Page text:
Bedside Ultrasound of a Painful Testicle: Before and After Manual Detorsion by an Emergency Physician
Article first published online: 6 APR 2009
© 2009 by the Society for Academic Emergency Medicine
Academic Emergency Medicine
Volume 16, Issue 4, page 366, April 2009
How to Cite
Bomann, J. S. and Moore, C. (2009), Bedside Ultrasound of a Painful Testicle: Before and After Manual Detorsion by an Emergency Physician. Academic Emergency Medicine, 16: 366. doi: 10.1111/j.1553-2712.2009.00375.x
- Issue published online: 6 APR 2009
- Article first published online: 6 APR 2009
A 26-year-old male presented to the emergency department with sudden-onset right testicular pain beginning 8 hours prior to arrival. He also complained of lower abdominal pain, two episodes of vomiting, and mild diarrhea. He denied fever, dysuria, and penile discharge. His history was remarkable for “surgery for an undescended testicle and double hernia repair” as a child. Physical exam revealed a swollen, tender, high-riding right testicle.
A bedside scrotal ultrasound was performed by an emergency physician. The normal left testicle was examined first to optimize the color settings (Video Clip S1, available as supporting information in the online version of this paper). The ultrasound of the right testicle showed it to be heterogenous, enlarged, without blood flow (Figure 1, Video Clip S2), and surrounded by a small hydrocele. The physician made the diagnosis of testicular torsion and performed a manual detorsion using the “open-book” technique with relief of pain at approximately 540°. An immediate repeat bedside ultrasound confirmed flow to the right testicle and showed the spectral tracing of a typical arterial waveform (Figure 2, Video Clip S3). Urology was notified and a formal ultrasound was interpreted as being consistent with a recently detorsed testicle. The patient was admitted to urology for nonemergent orchiopexy with complete salvage of the affected testicle. The entire process of bedside ultrasound, manual detorsion, and repeat bedside ultrasound took less than 5 minutes.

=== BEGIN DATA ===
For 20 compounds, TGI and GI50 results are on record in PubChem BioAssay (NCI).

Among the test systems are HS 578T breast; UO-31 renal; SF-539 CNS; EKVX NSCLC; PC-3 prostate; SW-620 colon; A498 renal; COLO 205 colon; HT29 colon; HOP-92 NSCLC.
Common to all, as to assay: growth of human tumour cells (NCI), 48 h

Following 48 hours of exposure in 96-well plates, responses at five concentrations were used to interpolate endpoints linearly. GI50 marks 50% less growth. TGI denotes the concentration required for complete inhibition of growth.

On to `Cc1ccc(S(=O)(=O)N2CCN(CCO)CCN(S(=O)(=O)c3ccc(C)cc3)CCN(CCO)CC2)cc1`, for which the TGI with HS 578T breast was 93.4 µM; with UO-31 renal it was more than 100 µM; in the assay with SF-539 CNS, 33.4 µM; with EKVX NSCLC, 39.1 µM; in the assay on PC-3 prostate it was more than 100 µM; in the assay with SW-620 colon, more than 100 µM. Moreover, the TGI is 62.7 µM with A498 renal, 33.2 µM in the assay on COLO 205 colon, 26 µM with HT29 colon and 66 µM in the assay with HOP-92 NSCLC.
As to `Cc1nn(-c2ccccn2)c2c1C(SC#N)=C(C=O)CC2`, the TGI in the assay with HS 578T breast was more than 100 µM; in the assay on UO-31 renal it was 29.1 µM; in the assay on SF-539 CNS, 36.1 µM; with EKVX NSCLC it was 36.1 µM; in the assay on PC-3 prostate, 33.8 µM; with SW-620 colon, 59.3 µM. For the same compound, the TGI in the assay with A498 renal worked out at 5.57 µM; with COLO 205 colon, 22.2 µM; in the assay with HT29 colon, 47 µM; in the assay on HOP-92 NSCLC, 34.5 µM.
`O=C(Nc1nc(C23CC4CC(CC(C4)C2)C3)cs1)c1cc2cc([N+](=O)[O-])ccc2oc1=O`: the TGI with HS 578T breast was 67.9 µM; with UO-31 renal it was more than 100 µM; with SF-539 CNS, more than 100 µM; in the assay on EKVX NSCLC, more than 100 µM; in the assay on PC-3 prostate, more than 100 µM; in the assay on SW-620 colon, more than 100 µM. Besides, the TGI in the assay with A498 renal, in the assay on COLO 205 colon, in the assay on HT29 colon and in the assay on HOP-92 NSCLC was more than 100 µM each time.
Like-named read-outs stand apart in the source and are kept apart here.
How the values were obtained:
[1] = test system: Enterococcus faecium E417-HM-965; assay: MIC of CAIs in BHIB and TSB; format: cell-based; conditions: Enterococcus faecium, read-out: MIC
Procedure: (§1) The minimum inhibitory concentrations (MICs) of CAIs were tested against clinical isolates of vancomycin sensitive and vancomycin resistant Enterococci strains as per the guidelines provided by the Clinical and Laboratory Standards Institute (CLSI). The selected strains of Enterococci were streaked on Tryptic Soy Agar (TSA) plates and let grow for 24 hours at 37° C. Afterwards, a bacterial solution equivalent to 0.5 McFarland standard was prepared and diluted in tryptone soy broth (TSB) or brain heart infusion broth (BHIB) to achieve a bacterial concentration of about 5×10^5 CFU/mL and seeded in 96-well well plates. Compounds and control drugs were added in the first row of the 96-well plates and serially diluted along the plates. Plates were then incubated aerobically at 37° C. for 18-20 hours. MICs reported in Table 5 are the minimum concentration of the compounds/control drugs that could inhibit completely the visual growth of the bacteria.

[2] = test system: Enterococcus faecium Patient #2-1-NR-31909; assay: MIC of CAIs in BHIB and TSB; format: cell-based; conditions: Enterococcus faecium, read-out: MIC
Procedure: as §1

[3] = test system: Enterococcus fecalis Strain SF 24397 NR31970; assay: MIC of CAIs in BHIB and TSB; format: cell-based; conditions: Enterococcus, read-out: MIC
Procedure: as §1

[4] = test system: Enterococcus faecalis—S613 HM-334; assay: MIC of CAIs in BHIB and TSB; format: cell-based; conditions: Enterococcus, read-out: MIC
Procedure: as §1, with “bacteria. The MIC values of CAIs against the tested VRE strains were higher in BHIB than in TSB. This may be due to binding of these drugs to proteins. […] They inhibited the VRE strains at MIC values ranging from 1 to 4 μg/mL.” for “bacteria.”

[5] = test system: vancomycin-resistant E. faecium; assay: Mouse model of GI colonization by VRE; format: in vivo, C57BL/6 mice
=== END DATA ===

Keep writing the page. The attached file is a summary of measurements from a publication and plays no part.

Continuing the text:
Data Video Clip S1. Normal left testicle with typical arterial waveform.
Data Video Clip S2. Heterogenous right testicle with no blood flow on color Doppler. Artifact appears in color box as operator adjusts Doppler gain in an attempt to find flow. Reactive hydrocele is briefly noted on the left of the screen.
Data Video Clip S3. Hyperemic right testicle immediately post detorsion with arterial waveform.
The video clips are in QuickTime.
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